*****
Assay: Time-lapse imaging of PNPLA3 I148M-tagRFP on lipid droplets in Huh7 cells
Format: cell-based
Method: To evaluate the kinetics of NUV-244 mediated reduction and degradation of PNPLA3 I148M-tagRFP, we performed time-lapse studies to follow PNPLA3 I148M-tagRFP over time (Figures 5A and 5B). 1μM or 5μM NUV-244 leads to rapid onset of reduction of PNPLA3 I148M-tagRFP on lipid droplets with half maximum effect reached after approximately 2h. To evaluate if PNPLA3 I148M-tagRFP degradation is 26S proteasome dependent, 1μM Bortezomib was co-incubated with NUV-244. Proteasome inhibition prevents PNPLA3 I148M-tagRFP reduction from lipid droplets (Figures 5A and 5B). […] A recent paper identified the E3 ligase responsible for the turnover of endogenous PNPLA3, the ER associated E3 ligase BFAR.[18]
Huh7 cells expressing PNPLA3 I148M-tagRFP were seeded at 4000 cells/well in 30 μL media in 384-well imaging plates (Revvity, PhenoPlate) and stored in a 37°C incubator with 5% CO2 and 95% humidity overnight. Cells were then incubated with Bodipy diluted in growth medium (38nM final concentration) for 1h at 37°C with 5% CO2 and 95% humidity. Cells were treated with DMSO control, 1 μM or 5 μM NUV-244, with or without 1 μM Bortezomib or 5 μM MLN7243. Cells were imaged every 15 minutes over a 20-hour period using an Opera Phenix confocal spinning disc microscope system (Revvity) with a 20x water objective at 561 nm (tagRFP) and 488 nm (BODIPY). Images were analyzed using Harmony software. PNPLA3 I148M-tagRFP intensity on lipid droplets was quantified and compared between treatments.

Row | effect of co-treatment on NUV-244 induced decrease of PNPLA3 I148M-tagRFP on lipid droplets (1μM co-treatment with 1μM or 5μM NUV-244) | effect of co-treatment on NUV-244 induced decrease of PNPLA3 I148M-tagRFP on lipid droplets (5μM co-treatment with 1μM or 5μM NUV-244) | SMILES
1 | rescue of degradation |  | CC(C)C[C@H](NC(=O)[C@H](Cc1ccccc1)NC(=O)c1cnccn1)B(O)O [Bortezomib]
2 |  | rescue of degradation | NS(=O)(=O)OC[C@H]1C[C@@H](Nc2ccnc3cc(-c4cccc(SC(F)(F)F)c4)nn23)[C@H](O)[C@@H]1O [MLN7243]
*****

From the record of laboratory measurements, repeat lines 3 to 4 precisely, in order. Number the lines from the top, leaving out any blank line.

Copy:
Method: To evaluate the kinetics of NUV-244 mediated reduction and degradation of PNPLA3 I148M-tagRFP, we performed time-lapse studies to follow PNPLA3 I148M-tagRFP over time (Figures 5A and 5B). 1μM or 5μM NUV-244 leads to rapid onset of reduction of PNPLA3 I148M-tagRFP on lipid droplets with half maximum effect reached after approximately 2h. To evaluate if PNPLA3 I148M-tagRFP degradation is 26S proteasome dependent, 1μM Bortezomib was co-incubated with NUV-244. Proteasome inhibition prevents PNPLA3 I148M-tagRFP reduction from lipid droplets (Figures 5A and 5B). […] A recent paper identified the E3 ligase responsible for the turnover of endogenous PNPLA3, the ER associated E3 ligase BFAR.[18]
Huh7 cells expressing PNPLA3 I148M-tagRFP were seeded at 4000 cells/well in 30 μL media in 384-well imaging plates (Revvity, PhenoPlate) and stored in a 37°C incubator with 5% CO2 and 95% humidity overnight. Cells were then incubated with Bodipy diluted in growth medium (38nM final concentration) for 1h at 37°C with 5% CO2 and 95% humidity. Cells were treated with DMSO control, 1 μM or 5 μM NUV-244, with or without 1 μM Bortezomib or 5 μM MLN7243. Cells were imaged every 15 minutes over a 20-hour period using an Opera Phenix confocal spinning disc microscope system (Revvity) with a 20x water objective at 561 nm (tagRFP) and 488 nm (BODIPY). Images were analyzed using Harmony software. PNPLA3 I148M-tagRFP intensity on lipid droplets was quantified and compared between treatments.